I almost posted my original question in the issue queue but I didn’t know if it was the right place, now I know.

Best of luck in your studies and thanks again!

Wim Leers's picture

Wim Leers

Development-oriented questions can always be asked in #drupal. That’ll help you get to the right resources much faster :)

Freddy's picture

Freddy

I just wanted to thank you for your awesome AHAH helper module which I made my Hierarchical Select clone (Continent→Country→City) form with. You suggested I use HS API for this but my lack of coding experience prevented me from understanding it. AHAH helper was a different story however, mainly due to the included demo module. I was even able to replace my city select field with an autocomplete field, which makes the form a lot more user friendly IMO. To think a couple of weeks ago I didn’t even know what a callback function was I thinks speaks to the awesomeness of your module.

Besides a few issues I had to work out (autocomplete form items don’t like being inside if statements for instance) I’ve almost got it working the way I’d like.

Also thanks for the #drupal tip, it’s really cool. Freddy

oligoelemento's picture

oligoelemento

I have tried to create a node with an AHAH helper module form, but when I choose the desired option in the select list ($form[‘education’][‘edulevel’]) then the form elements dissapear. I think is a problem with $form_state, but I’m a Drupal starter and I don’t know how to solve this. I’d thank any suggestion.

<?php function idibay_profile_form(&$node) {

$type = node_get_types(‘type’, $node);

$form = array(); ahah_helper_register($form, $form_state);

if ($type→has_title) { $form[‘title’] = array( ‘#type’ ⇒ ‘hidden’, ‘#required’ ⇒ TRUE, ‘#default_value’ ⇒ $node→uid, ); }

$form[‘education’] = array( ‘#type’ ⇒ ‘fieldset’, ‘#title’ ⇒ t(‘Education Data’), ‘#prefix’ ⇒ ”, // This is wrapper div. ‘#suffix’ ⇒ ”, ‘#tree’ ⇒ TRUE, );

$form[‘education’][‘edulevel’] = array( ‘#type’ ⇒ ‘select’, ‘#title’ ⇒ t(‘Education level’), //’#default_value’ ⇒ isset($node→edulevel)  $node→edulevel  ”,
‘#options’ ⇒ array( ” ⇒ t(‘- Select -‘), ‘Bachelor’ ⇒ t(‘Bachelor’), ‘Master’ ⇒ t(‘Master’), ), ‘#default_value’ ⇒ $form_state[‘values’][‘education’][‘edulevel’], ‘#ahah’ ⇒ array( ‘event’ ⇒ ‘change’, ‘path’ ⇒ ahah_helper_path(array(‘education’)), ‘wrapper’ ⇒ ‘education-wrapper’, ), );

$form[‘education’][‘update_edulevel’] = array( ‘#type’ ⇒ ‘submit’, ‘#value’ ⇒ t(‘Update education level’), ‘#submit’ ⇒ array(‘ahah_helper_generic_submit’), ‘#attributes’ ⇒ array(‘class’ ⇒ ‘no-js’), );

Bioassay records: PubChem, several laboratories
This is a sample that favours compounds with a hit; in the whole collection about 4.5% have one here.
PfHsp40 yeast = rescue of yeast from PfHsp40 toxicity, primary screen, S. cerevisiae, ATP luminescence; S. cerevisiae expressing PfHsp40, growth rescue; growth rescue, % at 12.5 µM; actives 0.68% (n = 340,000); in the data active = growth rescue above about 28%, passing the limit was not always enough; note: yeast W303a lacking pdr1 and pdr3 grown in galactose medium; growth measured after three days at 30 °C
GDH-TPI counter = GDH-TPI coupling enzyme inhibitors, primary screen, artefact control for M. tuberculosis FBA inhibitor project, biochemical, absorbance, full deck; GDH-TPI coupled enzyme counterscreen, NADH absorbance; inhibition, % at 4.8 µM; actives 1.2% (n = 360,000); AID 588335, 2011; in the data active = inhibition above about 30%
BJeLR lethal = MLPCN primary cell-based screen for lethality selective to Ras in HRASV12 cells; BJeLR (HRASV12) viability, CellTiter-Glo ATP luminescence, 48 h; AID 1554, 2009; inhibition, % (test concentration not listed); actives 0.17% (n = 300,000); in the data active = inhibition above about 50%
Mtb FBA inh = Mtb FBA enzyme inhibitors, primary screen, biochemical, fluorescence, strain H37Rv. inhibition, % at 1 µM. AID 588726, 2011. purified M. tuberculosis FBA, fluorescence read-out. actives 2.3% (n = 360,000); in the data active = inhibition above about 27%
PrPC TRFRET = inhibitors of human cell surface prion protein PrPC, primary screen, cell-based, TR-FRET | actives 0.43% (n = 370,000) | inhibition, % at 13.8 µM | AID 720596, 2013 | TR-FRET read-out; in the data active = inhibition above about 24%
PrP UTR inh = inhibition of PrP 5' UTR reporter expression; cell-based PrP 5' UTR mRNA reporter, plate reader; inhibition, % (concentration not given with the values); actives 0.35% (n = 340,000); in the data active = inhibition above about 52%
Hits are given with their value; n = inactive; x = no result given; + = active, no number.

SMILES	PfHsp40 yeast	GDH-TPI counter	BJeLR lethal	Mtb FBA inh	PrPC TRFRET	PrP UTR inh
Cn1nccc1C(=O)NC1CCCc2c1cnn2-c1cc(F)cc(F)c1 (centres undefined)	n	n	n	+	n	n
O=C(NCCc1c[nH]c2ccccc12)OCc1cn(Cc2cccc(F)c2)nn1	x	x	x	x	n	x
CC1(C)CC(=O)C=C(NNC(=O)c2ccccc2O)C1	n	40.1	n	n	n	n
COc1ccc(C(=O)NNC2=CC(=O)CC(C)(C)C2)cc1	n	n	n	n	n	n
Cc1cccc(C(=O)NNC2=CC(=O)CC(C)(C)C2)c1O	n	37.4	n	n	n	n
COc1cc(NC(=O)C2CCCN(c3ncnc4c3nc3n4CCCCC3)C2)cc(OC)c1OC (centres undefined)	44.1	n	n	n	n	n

if ($form_state[‘values’][‘education’][‘edulevel’] == ‘Bachelor’) { $form[‘education’][‘bachelor_name’] = array( ‘#type’ ⇒ ‘select’, ‘#title’ ⇒ t(‘Detailed education’), ‘#options’ ⇒ array( ” ⇒ t(‘- Select -‘), ‘bacmed’ ⇒ t(‘Bachelor in Medicine’), ‘bacvet’ ⇒ t(‘Bachelor in Veterinary’), ), ‘#default_value’ ⇒ $form_state[‘values’][‘education’][‘bachelor_name’], ); } else { $form[‘education’][‘master_name’] = array( ‘#type’ ⇒ ‘select’, ‘#title’ ⇒ t(‘Detailed education’), ‘#options’ ⇒ array( ” ⇒ t(‘- Select -‘), ‘masbiof’ ⇒ t(‘Master in Biochemistry’), ‘maschem’ ⇒ t(‘Master in Chemistry’), ), ‘#default_value’ ⇒ $form_state[‘values’][‘education’][‘master_name’], );
 }

return $form; } ?>

Drupal module tutorial pt.2 &amp;amp;laquo; Taki sobie blog ;]'s picture

[…] Ponadto jego używanie jest tak mało intuicyjne, że aż powstał moduł mający temu zaradzić (AHAH helper module).     Poza tym w kodzie widać moje pierwsze próby przekazywania zmiennych za […]

Jeff Brown's picture

Jeff Brown

Hi Wim, I found your module from links in the ‘definitive’ AHAH document:

http://drupal.org/node/331941

I follow most of what’s going on with your code, and I follow the case they represent.

I think it would be nice if you had a full demo, where you do something more than just a toggle the view. For instance if you want to do anything with the data, then you need to have the ‘#submit’ functions defined,

And, I strongly suggest that anyone doing something with the form data, should move an ahah_helper_register() call to inside the submit function as well. You still need it in your form function to set $form_state[‘storage’][‘#ahah_helper’][‘file’].

If you don’t put the ahah_helper_register in your submit, you can get strange results where the ‘storage’ data lags to the last request.

I suggest that you break ahah_helper_register into two functions one (the original), which does the ‘file’ storage for registering. The second function could be called ahah_helper_migrate and that one should do the ‘values’ munging into ‘storage’ and some of the other tricks.

For now, anyone pushing ahah_helper in this way needs to remember to include ahah_helper_register() in your ‘#submit’ callback function.

I hope that this saves someone the 12 hours it took me to figure out.

frosties131's picture

frosties131

I think it would be nice if you had a full demo, where you do something more than just a toggle the view. For instance if you want to do anything with the data, then you need to have the ‘#submit’ functions defined

I totally agree  i can see the examples here, they seem REALLY attractive…but for a newie like me, i can’t figure out how to make it work on my own website. It’s such a pity  you made a real great job, but it’s not accessible to me (surely because of my lack of knowledge in Drupal) !

Thanks anyway !

Ankit Babbar's picture

Ankit Babbar

First of all thank you for this module….. Can you help me achieve file uploading using this module

Terri's picture

Terri

hi,

Due to a bug with Drupal 6’s AHAH implementation, I am trying to see if I could use your module instead. I’m not sure whether this is the proper place to ask you questions, but I am unable to get even the demo to work as is; the error message is:

An error occurred /ahah_helper/billing_info (no information available)

Is there something else I need to do to?

Thanks!

Terri's picture

Terri

I repeated the process on a different machine at work (it runs on a VM, so everything is supposed to be identical), and there it worked! So while I am glad, I am also mystified as to why there would be a difference in the execution.

Any suggestions?